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Special Diet Information

Coumadin® (Warfarin)
This recipe is safe for Coumadin (warfarin) users.

Lactose
This recipe contains cheese and some of those who are lactose intolerant may be able to tolerate it.

Sodium
This is a low sodium recipe.

GERD / Acid Reflux
No specific GERD triggers.

Gluten Sensitivity
This recipe is safe for those who are sensitive to gluten.

 

"Life loves the liver of it."
- Maya Angelou

The refrigerator light goes on...

This is a great recipe if you're one of those, like me, who love liver. Cook the livers long enough to be firm, but not so long to be tough. Risottos make perfect weeknight meals and take only a few minutes.

What is Cholesterol?

Cholesterol in its raw form is a waxy yellow gunk. It is actually a type of fat, but differs from most fats because the cholesterol molecule is more like a steroid molecule. Cholesterol is essential for your body to produce steroids.

Humans make about 300 mg of cholesterol per day and this is about what we need for the body to function properly. But, we also consume cholesterol in the foods that we eat. Because plants don't produce cholesterol, any that we consume must come from animal products.

As if all this wasn't complex enough, your body creates multiple types of cholesterol. This is because the cholesterol molecule needs to be linked with other fats in what are known as "lipid particles" (lipid is the scientific name for fats). These are created so that the cholesterol can be easily transported throughout the body in the blood stream.

Low density lipoprotein (LDL) cholesterol is the bad guy and people with high LDL cholesterol have a higher risk of heart disease. The good stuff is HDL or high density lipoprotein cholesterol. (Remember high is good and low is bad).

There are a lot of factors that affect a person's cholesterol profile. Genetics, exercise and smoking are factors but so is diet. Eating a diet that it high in saturated fat (or trans-fatty acid fats) increases the bad LDL cholesterol.


 

Tuscan Risotto with Chicken Livers



Servings = 2 | Serving size =about 2 1/2 cups

Cooking Time = 30 Minutes

This recipe can be multiplied by 2, 3, 4, 5, 6, 7, 8.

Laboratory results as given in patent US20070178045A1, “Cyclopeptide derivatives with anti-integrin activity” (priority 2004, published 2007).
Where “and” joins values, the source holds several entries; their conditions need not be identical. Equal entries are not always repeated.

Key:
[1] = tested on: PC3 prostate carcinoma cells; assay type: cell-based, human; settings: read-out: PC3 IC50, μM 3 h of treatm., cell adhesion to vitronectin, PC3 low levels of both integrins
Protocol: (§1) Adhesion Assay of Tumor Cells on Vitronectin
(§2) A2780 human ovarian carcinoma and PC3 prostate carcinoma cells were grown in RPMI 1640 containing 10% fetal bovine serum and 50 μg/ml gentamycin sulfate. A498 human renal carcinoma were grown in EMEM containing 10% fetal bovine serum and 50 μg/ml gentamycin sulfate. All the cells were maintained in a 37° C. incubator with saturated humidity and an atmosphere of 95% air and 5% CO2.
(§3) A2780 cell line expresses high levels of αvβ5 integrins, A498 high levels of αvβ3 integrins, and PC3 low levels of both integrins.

This recipe does not make very good leftovers.

2 tsp olive oil
2 cloves garlic (minced)
1 medium onion (diced)
1/2 cup arborio rice
4 cups water
1 tsp fennel seed (crushed into powder)
3 cardamom seeds (remove shell and crush with the fennel)
1 tsp dried sage (crushed with the fennel)
1/4 tsp salt
fresh ground black pepper (to taste)
8 ounces chicken livers
1/2 ounce Parmigiano-Reggiano (grated)

Place the oil in a medium skillet over medium high heat.

Add the garlic and onion. Cook, stirring frequently, for about 6 minutes until the onion is slightly soft.

Add the risotto and stir. Cook for about one minute.

Add the water, fennel, cardamom, sage and salt. Stir and reduce the heat to a simmer. Cook, stirring occasionally, until the rice is almost done. The rice grains should be tender, with no graininess, but not mushy.

Add the pepper and chicken livers. Add more water about 1/4 cup at a time if needed. Cook for about 8 to 10 minutes. Stir occasionally. When the chicken livers are lightly browned through, serve topped with the parmesan.

Nutrition Facts

Serving size = about 2 1/2 cups

Servings = 2

.

Amount Per Serving

Calories 404 Calories from Fat 90
  % Daily Value
Total Fat 9g 16%
    Saturated Fat 3g 14%
    Monounsaturated Fat 4g  
    Trans Fat 0g  
Cholesterol 396mg 134%
Sodium 493mg 21%
Total Carbohydrates 50g 16%
    Dietary Fiber 2g 14%
    Sugars 3g  
Protein 27g  
Vitamin A 242% Vitamin C 45%
Calcium 15% Iron 71%
Vitamin K 13 mcg Potassium 462 mg
Magnesium 53 mg